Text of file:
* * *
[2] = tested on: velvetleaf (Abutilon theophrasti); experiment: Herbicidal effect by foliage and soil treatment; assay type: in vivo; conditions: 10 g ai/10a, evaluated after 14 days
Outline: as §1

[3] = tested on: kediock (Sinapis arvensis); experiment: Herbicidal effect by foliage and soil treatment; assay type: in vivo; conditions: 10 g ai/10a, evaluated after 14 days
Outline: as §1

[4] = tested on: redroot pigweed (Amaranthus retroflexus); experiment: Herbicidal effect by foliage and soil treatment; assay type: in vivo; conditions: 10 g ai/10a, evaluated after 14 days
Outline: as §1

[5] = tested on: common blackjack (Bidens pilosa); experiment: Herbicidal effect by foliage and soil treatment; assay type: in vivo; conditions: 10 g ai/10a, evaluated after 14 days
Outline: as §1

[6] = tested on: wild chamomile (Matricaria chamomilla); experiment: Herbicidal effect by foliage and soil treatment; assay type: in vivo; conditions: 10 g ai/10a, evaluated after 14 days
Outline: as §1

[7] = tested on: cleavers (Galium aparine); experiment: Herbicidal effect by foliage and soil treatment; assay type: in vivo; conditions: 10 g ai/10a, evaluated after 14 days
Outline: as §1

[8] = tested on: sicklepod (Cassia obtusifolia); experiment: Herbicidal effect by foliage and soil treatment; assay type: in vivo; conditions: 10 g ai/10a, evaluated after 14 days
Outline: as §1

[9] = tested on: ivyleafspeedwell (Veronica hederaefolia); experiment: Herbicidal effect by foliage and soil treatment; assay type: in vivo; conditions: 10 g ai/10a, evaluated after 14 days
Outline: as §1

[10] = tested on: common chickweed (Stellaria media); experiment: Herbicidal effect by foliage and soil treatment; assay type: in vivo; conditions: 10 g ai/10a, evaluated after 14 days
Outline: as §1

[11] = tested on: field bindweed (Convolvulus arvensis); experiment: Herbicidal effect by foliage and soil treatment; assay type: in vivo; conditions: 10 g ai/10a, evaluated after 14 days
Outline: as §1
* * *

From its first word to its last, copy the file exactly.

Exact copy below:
[2] = tested on: velvetleaf (Abutilon theophrasti); experiment: Herbicidal effect by foliage and soil treatment; assay type: in vivo; conditions: 10 g ai/10a, evaluated after 14 days
Outline: as §1

[3] = tested on: kediock (Sinapis arvensis); experiment: Herbicidal effect by foliage and soil treatment; assay type: in vivo; conditions: 10 g ai/10a, evaluated after 14 days
Outline: as §1

[4] = tested on: redroot pigweed (Amaranthus retroflexus); experiment: Herbicidal effect by foliage and soil treatment; assay type: in vivo; conditions: 10 g ai/10a, evaluated after 14 days
Outline: as §1

[5] = tested on: common blackjack (Bidens pilosa); experiment: Herbicidal effect by foliage and soil treatment; assay type: in vivo; conditions: 10 g ai/10a, evaluated after 14 days
Outline: as §1

[6] = tested on: wild chamomile (Matricaria chamomilla); experiment: Herbicidal effect by foliage and soil treatment; assay type: in vivo; conditions: 10 g ai/10a, evaluated after 14 days
Outline: as §1

[7] = tested on: cleavers (Galium aparine); experiment: Herbicidal effect by foliage and soil treatment; assay type: in vivo; conditions: 10 g ai/10a, evaluated after 14 days
Outline: as §1

[8] = tested on: sicklepod (Cassia obtusifolia); experiment: Herbicidal effect by foliage and soil treatment; assay type: in vivo; conditions: 10 g ai/10a, evaluated after 14 days
Outline: as §1

[9] = tested on: ivyleafspeedwell (Veronica hederaefolia); experiment: Herbicidal effect by foliage and soil treatment; assay type: in vivo; conditions: 10 g ai/10a, evaluated after 14 days
Outline: as §1

[10] = tested on: common chickweed (Stellaria media); experiment: Herbicidal effect by foliage and soil treatment; assay type: in vivo; conditions: 10 g ai/10a, evaluated after 14 days
Outline: as §1

[11] = tested on: field bindweed (Convolvulus arvensis); experiment: Herbicidal effect by foliage and soil treatment; assay type: in vivo; conditions: 10 g ai/10a, evaluated after 14 days
Outline: as §1